And now that so many businesses are relying on cloud services, being able to run OpenStack on the mainframe is a big part of the mainframe’s strategy. Many vendors are enabling OpenStack on Linux and IBM Z, which can be used to provision and manage z/VM running Linux.
Encryption Boosts Security
The latest cryptographic hardware in mainframes addresses enterprises that need extra security layers for sensitive data, touting the need to increase data protection and thwart possible hacking attempts.
For any enterprise that integrates cloud, AI or other advanced technologies, this fulfills the need for better data security. And with every new IBM Z hardware and Linux software update comes more security on top of pervasive, end-to-end data encryption.
Container Management on LinuxONE
The LinuxONE systems can manage up to 2 million Docker containers, handle Java* workloads and incorporate a host of new capabilities to appeal to a broad range of enterprise users. In addition, Linux vendors are adding powerful container platforms that deploy and manage containers on VMs, orchestrated by Kubernetes, with tighter security and a full range of microservices.
To date, only a handful of efforts have been made to tie monolithic, transaction-based mainframe applications to container-based platforms and tools, but IT professionals are more interested in connecting these environments. Users are looking for ways to take advantage of containers and all of the data on mainframes. In addition, LinuxONE systems include the automatic encryption of data in-flight and at rest, as well as during installation and runtime.
The platform provides a solid environment to explore the demand for container technologies in ways that others in the container security and management market can’t.
Blockchain Opens More Doors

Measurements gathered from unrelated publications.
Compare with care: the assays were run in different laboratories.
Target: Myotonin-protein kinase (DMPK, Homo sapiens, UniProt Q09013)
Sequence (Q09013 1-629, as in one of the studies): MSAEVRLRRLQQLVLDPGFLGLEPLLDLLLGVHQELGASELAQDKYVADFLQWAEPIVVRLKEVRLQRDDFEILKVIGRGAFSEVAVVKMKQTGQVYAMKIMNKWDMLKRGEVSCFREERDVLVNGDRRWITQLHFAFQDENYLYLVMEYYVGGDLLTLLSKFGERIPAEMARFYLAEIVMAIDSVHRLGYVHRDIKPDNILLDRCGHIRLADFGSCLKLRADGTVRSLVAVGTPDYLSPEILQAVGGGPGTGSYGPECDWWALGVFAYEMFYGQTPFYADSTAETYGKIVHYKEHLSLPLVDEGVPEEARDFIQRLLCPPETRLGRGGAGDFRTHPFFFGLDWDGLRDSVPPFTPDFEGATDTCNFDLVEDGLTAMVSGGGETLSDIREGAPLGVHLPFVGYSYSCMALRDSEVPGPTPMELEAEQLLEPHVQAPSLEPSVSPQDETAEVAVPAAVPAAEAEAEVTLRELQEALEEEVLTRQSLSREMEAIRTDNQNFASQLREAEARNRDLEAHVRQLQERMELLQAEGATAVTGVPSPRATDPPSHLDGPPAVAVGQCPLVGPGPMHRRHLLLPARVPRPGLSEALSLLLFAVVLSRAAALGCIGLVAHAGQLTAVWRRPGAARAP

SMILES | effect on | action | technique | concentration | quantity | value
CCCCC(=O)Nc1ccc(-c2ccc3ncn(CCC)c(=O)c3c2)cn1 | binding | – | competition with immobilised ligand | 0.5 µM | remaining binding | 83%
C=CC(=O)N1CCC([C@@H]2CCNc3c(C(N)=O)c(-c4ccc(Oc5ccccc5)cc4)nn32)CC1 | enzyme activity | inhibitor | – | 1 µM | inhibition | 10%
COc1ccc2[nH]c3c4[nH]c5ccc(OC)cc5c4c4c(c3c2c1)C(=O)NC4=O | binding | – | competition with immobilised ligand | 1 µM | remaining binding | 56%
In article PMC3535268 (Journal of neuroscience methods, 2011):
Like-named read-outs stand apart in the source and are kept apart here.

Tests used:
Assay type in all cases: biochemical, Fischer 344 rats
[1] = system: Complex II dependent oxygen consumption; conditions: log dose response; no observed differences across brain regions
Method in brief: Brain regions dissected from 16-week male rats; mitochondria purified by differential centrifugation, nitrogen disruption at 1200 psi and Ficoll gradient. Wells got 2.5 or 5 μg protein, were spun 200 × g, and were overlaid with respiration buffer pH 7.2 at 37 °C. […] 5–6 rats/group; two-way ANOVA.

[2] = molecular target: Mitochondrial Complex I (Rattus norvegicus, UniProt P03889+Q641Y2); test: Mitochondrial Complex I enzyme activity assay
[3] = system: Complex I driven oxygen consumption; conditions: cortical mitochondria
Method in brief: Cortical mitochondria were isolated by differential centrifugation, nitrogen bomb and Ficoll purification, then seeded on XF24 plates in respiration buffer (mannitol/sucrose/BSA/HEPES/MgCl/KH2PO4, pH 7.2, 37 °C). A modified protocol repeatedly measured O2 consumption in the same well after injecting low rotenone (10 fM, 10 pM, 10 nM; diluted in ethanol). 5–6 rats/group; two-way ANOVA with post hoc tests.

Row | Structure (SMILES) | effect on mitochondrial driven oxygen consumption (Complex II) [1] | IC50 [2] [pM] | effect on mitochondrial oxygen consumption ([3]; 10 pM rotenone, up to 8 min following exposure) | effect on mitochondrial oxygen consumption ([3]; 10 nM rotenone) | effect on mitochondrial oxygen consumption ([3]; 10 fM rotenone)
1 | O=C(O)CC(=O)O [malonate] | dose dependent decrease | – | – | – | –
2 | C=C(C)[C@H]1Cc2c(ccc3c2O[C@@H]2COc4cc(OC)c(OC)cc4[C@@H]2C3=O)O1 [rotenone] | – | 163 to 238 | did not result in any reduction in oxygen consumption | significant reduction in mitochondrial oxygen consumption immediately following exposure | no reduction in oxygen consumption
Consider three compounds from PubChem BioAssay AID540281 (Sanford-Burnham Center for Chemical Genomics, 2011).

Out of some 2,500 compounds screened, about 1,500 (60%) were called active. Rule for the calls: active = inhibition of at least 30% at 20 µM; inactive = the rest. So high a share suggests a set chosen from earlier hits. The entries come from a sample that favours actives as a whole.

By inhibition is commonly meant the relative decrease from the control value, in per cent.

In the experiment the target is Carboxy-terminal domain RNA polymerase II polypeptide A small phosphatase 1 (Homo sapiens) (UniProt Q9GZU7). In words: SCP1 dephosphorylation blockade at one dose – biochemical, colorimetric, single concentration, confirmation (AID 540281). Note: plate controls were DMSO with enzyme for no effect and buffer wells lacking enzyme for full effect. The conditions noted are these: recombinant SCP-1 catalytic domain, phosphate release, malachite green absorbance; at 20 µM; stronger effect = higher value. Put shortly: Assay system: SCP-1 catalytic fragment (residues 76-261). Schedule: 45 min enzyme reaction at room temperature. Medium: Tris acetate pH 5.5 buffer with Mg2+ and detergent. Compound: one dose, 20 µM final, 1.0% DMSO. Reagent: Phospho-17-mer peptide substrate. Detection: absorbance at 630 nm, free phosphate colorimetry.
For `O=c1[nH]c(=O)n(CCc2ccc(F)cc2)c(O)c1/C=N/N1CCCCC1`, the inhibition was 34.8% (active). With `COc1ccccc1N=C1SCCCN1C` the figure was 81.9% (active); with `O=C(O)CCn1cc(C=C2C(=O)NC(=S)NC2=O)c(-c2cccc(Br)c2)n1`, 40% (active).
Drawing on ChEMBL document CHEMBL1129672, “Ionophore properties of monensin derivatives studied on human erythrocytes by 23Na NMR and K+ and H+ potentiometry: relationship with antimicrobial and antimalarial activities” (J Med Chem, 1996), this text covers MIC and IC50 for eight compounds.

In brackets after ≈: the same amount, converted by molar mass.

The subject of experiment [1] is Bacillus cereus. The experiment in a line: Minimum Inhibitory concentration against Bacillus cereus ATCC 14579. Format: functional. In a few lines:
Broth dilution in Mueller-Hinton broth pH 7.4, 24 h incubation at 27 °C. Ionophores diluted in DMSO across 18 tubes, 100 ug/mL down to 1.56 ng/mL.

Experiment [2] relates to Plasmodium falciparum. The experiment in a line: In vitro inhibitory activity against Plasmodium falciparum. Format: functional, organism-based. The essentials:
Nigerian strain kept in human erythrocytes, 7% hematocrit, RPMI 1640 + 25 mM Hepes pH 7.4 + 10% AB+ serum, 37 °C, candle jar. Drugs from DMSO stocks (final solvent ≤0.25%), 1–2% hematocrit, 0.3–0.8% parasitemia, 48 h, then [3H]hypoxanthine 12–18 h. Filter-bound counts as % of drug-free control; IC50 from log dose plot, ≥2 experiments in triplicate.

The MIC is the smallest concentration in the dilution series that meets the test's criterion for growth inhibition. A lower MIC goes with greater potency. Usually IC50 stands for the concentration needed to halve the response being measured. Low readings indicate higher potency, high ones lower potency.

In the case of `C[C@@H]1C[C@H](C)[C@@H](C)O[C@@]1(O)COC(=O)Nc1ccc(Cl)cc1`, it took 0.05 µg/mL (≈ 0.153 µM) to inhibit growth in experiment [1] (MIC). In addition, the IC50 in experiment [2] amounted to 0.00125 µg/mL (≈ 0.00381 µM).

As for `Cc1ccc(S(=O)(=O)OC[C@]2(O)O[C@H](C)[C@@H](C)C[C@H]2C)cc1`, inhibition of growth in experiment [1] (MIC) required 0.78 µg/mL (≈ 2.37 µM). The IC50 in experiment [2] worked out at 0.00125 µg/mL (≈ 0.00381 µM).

By extending pervasive encryption to work in concert with blockchain, mainframes have a distinct advantage in security over the competition. The blockchain distributed database helps corporate IT shops accelerate their digital transformation. Information held on a blockchain exists as a shared and continually reconciled database. Therefore, the blockchain database isn’t stored in any single location and the records it keeps are truly public and easily verifiable.
No centralized version of this information exists for a hacker to corrupt. Hosted by millions of computers simultaneously, its data is accessible to anyone on the internet. So, while it’s primarily used for financial transactions, blockchain can record virtually anything of value. Employing end-to-end data encryption with the mainframe bolsters the security overall for blockchain in a very big way.
Bright Future for Linux on the Mainframe
While challenges in perceptions, cost and skills will continue to exist, IBM Z and LinuxONE systems are evolving and developing new value propositions that position the hardware perfectly to handle the application workloads of today and tomorrow.
Jeff Reser is the global product and solutions marketing manager at SUSE.